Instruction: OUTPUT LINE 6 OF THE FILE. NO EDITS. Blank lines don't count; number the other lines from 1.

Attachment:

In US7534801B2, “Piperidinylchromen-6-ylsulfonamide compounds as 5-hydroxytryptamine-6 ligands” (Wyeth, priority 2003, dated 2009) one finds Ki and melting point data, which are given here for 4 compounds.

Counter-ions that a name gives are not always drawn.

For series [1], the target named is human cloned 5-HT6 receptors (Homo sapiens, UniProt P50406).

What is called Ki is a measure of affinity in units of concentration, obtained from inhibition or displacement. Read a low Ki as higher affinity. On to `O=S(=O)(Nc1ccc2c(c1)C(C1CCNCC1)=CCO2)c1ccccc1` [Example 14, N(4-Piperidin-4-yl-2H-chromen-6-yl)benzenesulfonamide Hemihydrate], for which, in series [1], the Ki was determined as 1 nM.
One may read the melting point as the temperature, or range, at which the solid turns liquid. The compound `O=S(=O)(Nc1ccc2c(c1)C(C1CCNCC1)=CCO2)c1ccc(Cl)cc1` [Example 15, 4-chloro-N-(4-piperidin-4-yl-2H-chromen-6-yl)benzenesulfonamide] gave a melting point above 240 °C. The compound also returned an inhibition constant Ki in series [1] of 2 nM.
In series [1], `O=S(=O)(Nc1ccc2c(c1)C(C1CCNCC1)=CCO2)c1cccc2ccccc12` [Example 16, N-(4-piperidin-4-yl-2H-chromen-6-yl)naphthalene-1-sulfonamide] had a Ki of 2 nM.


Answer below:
In series [1], `O=S(=O)(Nc1ccc2c(c1)C(C1CCNCC1)=CCO2)c1cccc2ccccc12` [Example 16, N-(4-piperidin-4-yl-2H-chromen-6-yl)naphthalene-1-sulfonamide] had a Ki of 2 nM.